, , , , ,

Don: After two weeks visiting family in Sweden, and three weeks staying with family in Montreal we began our journey to South and Central America with a flight to Buenos Aires via Atlanta. We try to avoid taking flights that stop in the U.S.A. because of the additional levels of security. Our flight from Montreal to Atlanta was a case study. We tried checking in online, but couldn’t get a seat assigned for that portion of the trip, so we had to check in at the airport. We handed over our passports and the temporary “non-boarding” passes we’d printed out. We were asked for proof we’d paid the Reciprocity Fee to the Argentinian Government, which we had. So far so good: then we were asked how long we planned to stay in Argentina. Two months we replied. Do you have proof of onward travel from Argentina within 90 days of your arrival? No we don’t. We can’t board you without proof. When we asked what we needed to do we were told that we would have to provide printed proof of onward travel out of Argentina such as an airline or bus ticket.

We went to the airport hotel and used their guest office. A very good thing that we’d come to the airport three-and-a-half hours before our flight! We had to make a decision as to when we’d leave Argentina and where we’d go. After checking the calendar and having some remarkably stress-free discussion we opted to book a one-way flight from Ushuaia to Santiago, Chile for November 20. That gives us some flexibility for travelling around Patagonia. With the flight details printed we headed back to the airline check-in counter. Now we would be allowed on the plane! We still hadn’t been assigned our seats and were told we’d get boarding passes at the gate. We still had only the “non-boarding” passes we’d originally printed out. From the airline check-in counter through U.S. immigration to the secure departure zone these were scrutinized and scanned no less that six separate times. At the gate we were finally given boarding passes after someone had volunteered to relinquish their seat on the overbooked plane.

Alison: I don’t understand how the United States gets to have its border crossing on Canadian soil in Canadian airports. It’s been since 911 of course, and I guess they don’t want those terrorists even getting on the plane, but it makes me wonder if other countries with flights into the U.S. have U.S. immigration checks at the airport of origin or if its only Canada that allows this. And the checking of our boarding passes! Six times! The level of paranoia made me sad. It reminds me of Robin Williams speaking about Canada: You are a big country. You are the kindest country in the world. You are like a really nice apartment over a meth lab.

A ten hour red-eye from Atlanta to Buenos Aires, Don slept, I didn’t, whiling away the time watching old episodes of Smash until first my, and then Don’s laptop batteries were exhausted. It took forever to get through Argentinian customs. We were not asked for proof of onward travel. Sigh. The same happened in Thailand. Same law, so we’d bought a flight from Bangkok to Phnom Penh, choosing some arbitrary date, and were not asked for it on entering Thailand. We so wish to travel free, to not be locked in by dates, and we know that mostly proof of forward travel out of the country is not checked, but what if it’s the one time you get an immigration officer who’s having a bad day, or is seriously anal and follows every letter of the law? Not worth the risk we decide. And the flight from Montreal to Atlanta – that counter clerk made it very clear we were not getting on the plane to Atlanta without proof of onward travel from Argentina. Sigh. Again.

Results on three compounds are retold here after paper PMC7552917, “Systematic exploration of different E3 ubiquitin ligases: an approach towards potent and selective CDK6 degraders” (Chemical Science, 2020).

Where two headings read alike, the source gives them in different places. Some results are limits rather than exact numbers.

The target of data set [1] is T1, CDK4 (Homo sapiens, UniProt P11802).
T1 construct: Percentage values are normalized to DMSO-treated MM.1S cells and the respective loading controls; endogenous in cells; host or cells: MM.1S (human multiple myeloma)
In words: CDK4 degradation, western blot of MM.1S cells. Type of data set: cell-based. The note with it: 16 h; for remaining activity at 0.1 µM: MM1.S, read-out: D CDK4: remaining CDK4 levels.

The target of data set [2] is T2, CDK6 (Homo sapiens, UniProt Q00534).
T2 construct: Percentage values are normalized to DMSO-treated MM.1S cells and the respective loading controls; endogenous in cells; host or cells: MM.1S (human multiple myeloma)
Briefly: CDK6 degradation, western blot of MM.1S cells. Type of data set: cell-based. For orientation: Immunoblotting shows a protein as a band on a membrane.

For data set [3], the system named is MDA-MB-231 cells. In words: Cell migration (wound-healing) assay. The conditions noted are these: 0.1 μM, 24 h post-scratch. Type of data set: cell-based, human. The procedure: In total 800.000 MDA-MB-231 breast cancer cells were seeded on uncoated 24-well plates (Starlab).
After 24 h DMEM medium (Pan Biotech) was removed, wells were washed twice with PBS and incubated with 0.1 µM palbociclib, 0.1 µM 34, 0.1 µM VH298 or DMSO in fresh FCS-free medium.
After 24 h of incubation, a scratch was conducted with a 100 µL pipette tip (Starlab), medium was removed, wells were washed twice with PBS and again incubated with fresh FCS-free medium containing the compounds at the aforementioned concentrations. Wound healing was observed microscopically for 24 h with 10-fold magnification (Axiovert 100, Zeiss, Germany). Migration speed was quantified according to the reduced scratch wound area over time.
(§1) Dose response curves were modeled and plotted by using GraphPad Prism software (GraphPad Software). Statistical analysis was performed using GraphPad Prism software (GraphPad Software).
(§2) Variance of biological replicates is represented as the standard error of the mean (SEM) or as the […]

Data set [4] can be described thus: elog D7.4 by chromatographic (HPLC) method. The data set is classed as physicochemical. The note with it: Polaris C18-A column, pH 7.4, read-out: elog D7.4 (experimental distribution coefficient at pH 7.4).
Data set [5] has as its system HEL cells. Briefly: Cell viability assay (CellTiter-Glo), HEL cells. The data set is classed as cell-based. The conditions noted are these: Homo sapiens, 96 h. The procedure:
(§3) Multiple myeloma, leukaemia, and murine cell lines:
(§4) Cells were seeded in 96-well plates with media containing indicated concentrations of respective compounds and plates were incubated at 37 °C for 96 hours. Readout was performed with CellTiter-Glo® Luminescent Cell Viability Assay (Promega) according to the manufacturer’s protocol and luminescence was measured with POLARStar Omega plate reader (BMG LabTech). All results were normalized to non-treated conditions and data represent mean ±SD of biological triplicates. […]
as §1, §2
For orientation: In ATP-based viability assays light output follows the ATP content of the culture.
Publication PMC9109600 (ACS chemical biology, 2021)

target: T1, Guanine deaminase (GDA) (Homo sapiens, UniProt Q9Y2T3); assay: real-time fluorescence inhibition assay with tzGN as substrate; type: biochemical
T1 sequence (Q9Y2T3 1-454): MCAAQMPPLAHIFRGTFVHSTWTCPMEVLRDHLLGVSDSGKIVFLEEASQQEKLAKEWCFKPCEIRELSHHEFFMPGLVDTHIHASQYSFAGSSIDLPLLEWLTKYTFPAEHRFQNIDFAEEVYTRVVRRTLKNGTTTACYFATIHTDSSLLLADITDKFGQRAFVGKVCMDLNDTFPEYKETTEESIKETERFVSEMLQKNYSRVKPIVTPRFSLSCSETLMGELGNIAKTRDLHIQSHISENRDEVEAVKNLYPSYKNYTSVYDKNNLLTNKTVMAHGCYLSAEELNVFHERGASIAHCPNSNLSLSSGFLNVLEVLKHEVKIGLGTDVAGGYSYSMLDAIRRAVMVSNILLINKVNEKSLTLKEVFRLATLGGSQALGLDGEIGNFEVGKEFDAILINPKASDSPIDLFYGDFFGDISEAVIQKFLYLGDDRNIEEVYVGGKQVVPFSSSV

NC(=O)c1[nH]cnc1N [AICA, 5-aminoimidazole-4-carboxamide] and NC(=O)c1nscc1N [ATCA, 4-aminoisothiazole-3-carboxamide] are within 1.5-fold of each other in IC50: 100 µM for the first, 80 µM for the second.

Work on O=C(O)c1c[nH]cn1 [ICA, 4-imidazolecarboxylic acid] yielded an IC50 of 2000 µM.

Even though Don slept on the flight we were both brain dead on arrival, me especially – slightly sick and dizzy from lack of sleep. Don’t do as well with lack of sleep as I used too. Very thankful for a pre-arranged trustworthy driver at the airport to take us to our apartment.

Don: It took us over an hour to get there through heavy traffic in downtown Buenos Aires but Mariana was waiting for us and very helpful in making sure that everything was to our liking. She even lent me one of her cell phones to use while we’re here. The apartment is funky and noisy but there’s plenty of hot water for showers, the beds are comfortable enough, we have a small galley kitchen with a gas stove, and there’s a nice table for meals, security is good and it’s in a safe area. After an afternoon nap we went out shopping for the basics and found a great local store for cheese and cooked meats then came home for a ham and cheese sandwich. Ali had another long nap and then we went out for what was, for us, a late supper, but the normal dinnertime for Porteños (=people of the port), as the locals here call themselves.

We’ve been warned a number of times to watch out for thieves and pickpockets in Buenos Aires, but so far we’ve felt completely safe wandering the streets. We don’t have flashy jewellery or cameras with enormous lenses. We keep our backpacks close to us, we dress down rather than up and we keep our eyes open as we walk around.

What I’m noticing is that the more we travel the easier the transition to new surroundings seems to get. Even the hiccup about having to have proof of onward travel caused us little or no distress. We just did what we needed to do and moved on.

Alison: And here we are in Argentina. Today is day 6 and we are well settled into our new home. The transitions become easier and easier – apart from the brain mush and sore eyes that come from overnight flights.

And on day two we found the best ice-cream store in town 🙂

Photo of the day: Tango dancers, Buenos Aires, Argentina

All words and images by Alison Louise Armstrong unless otherwise noted.
© Alison Louise Armstrong and Adventures in Wonderland – a pilgrimage of the heart, 2010-2015.